Sunday, September 27, 2015
Come for the Pope, stay for the art?
When: through December 1, 2015
I went over to the National Gallery on Friday to see this visiting Vermeer painting, and I was not alone. A very large crowd of people greeted me, both in the room where this work is hanging and at the Caillebotte show, which I re-visited briefly. The Caillebotte show closes next Sunday, so perhaps it was just a rush of people eager to catch it before it leaves, but I wondered if perhaps these were people who had flocked to Washington to see the Pope and decided to see some art after he decamped to New York? Whatever the reason, it was busy and then some.
This Vermeer piece is on loan through the end of November from the Rijksmuseum in Amsterdam. It's not been seen in the United States since the mid-1990s, when it made up part of the big Vermeer show here at the National Gallery, and it's been restored in the years since. Even if you saw it before, it's worth another look now.
There's the effect of the light from the window, of course; this is a Vermeer we're talking about after all. There's also the lovely blue color of the woman's smock, along with the darker blues of the chairs and the rod holding down the tapestry on the wall. Looking at the woman, I wondered if she were pregnant? Perhaps it's just her dress.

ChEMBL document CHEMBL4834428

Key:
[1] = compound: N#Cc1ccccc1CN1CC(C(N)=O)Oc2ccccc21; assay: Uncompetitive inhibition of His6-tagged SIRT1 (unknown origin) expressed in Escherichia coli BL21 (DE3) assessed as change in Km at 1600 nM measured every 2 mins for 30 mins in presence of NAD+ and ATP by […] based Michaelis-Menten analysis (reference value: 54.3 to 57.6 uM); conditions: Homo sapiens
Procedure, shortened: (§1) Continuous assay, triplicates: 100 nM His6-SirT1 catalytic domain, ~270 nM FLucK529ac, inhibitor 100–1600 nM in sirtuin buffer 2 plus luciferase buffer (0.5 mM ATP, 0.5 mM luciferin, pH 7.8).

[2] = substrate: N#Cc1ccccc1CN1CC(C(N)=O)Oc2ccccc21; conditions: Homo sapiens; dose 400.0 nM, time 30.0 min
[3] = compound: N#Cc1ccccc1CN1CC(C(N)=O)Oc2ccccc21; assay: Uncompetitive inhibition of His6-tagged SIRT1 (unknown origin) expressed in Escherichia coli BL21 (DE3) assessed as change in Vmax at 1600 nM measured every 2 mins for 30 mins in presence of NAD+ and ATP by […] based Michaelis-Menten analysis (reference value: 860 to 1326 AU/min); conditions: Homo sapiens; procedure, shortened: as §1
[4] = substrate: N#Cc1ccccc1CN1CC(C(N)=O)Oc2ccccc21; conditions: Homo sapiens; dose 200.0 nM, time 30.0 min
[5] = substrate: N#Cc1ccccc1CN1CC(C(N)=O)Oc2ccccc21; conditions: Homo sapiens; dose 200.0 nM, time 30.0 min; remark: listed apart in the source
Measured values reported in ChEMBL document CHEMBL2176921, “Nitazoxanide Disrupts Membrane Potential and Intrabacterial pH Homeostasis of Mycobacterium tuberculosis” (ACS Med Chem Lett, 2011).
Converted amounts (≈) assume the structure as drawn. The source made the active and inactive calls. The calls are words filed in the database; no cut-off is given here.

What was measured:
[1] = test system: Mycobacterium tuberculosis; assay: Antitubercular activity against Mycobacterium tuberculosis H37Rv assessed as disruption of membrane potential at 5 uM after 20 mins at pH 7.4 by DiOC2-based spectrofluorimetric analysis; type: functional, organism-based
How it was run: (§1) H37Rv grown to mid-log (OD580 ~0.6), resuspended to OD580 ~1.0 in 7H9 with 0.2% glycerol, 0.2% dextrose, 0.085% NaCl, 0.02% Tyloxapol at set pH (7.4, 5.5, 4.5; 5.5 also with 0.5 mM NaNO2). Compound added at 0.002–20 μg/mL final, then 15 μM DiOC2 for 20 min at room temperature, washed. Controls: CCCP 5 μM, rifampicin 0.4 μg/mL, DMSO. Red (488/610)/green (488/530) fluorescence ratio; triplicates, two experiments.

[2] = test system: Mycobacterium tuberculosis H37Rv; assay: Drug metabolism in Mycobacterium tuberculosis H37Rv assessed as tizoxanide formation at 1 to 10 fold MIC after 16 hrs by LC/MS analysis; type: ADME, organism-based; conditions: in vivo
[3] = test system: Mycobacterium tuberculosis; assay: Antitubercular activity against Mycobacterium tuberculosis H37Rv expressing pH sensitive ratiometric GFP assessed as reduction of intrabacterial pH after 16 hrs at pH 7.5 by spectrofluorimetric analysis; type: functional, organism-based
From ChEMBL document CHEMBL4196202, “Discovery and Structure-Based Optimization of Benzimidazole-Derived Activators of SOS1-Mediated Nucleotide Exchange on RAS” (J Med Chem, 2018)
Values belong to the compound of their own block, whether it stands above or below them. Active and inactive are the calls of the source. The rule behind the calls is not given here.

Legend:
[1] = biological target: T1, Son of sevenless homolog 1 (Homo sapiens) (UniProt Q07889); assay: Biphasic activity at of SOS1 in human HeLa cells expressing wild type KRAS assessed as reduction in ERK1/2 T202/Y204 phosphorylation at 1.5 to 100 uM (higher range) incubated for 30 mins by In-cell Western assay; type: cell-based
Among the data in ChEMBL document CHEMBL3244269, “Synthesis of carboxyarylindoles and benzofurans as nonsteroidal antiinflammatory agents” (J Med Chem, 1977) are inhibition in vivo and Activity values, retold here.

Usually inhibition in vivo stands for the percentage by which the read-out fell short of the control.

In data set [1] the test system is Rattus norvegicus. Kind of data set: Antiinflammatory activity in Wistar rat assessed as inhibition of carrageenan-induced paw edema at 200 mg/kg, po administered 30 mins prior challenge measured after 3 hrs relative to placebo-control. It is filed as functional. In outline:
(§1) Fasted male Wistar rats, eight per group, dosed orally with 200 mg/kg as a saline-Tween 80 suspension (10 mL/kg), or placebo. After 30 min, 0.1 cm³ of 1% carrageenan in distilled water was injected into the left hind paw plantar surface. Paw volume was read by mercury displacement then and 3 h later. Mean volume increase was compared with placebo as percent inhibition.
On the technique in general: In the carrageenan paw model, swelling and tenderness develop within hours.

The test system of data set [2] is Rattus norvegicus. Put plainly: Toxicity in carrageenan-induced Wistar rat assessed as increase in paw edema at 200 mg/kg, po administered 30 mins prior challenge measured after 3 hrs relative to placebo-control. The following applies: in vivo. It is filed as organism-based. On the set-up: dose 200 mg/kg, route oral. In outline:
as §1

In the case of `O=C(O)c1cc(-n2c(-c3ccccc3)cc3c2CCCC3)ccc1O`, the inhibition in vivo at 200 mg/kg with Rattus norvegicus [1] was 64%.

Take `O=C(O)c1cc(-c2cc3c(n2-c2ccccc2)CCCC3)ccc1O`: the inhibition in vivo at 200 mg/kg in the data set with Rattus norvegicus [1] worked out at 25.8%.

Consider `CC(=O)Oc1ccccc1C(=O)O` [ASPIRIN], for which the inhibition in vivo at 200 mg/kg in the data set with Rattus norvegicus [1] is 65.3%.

I noticed that what I call the "Mona Lisa effect" was a bit in evidence in the room where the painting was hanging. All the attention was directed to this piece, and the other items got short shrift. Not so much as in the room in the Louvre where the Mona Lisa hangs (all those other wonderful Leonardos, and no one gives them so much as a glance), but still, most of the attention was on the "Woman in Blue." I suppose this is understandable, considering that this painting is only visiting, and the other works we will have always with us, but still...
Verdict: There are so few Vermeer paintings in the world, that any time you get to see one, you should do so.